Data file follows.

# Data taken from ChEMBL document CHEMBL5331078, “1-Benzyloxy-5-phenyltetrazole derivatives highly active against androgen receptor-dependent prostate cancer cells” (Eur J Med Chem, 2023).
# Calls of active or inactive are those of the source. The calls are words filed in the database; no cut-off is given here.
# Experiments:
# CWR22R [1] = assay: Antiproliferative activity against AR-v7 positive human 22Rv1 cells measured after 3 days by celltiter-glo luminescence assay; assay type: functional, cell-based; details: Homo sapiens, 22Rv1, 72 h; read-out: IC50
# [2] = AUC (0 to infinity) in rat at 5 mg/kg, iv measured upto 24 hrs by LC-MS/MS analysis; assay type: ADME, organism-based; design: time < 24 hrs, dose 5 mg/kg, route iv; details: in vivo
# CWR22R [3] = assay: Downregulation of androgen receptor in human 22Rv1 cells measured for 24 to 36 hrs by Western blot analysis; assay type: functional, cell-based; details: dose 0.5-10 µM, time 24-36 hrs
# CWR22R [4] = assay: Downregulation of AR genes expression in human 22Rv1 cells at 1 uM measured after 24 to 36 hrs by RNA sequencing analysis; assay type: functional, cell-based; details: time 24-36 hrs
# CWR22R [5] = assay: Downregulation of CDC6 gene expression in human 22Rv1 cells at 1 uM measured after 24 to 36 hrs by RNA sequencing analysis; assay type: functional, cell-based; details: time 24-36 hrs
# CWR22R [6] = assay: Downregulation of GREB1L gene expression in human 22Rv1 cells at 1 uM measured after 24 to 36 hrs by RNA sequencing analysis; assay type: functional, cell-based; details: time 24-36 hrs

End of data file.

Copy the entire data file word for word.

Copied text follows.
# Data taken from ChEMBL document CHEMBL5331078, “1-Benzyloxy-5-phenyltetrazole derivatives highly active against androgen receptor-dependent prostate cancer cells” (Eur J Med Chem, 2023).
# Calls of active or inactive are those of the source. The calls are words filed in the database; no cut-off is given here.
# Experiments:
# CWR22R [1] = assay: Antiproliferative activity against AR-v7 positive human 22Rv1 cells measured after 3 days by celltiter-glo luminescence assay; assay type: functional, cell-based; details: Homo sapiens, 22Rv1, 72 h; read-out: IC50
# [2] = AUC (0 to infinity) in rat at 5 mg/kg, iv measured upto 24 hrs by LC-MS/MS analysis; assay type: ADME, organism-based; design: time < 24 hrs, dose 5 mg/kg, route iv; details: in vivo
# CWR22R [3] = assay: Downregulation of androgen receptor in human 22Rv1 cells measured for 24 to 36 hrs by Western blot analysis; assay type: functional, cell-based; details: dose 0.5-10 µM, time 24-36 hrs
# CWR22R [4] = assay: Downregulation of AR genes expression in human 22Rv1 cells at 1 uM measured after 24 to 36 hrs by RNA sequencing analysis; assay type: functional, cell-based; details: time 24-36 hrs
# CWR22R [5] = assay: Downregulation of CDC6 gene expression in human 22Rv1 cells at 1 uM measured after 24 to 36 hrs by RNA sequencing analysis; assay type: functional, cell-based; details: time 24-36 hrs
# CWR22R [6] = assay: Downregulation of GREB1L gene expression in human 22Rv1 cells at 1 uM measured after 24 to 36 hrs by RNA sequencing analysis; assay type: functional, cell-based; details: time 24-36 hrs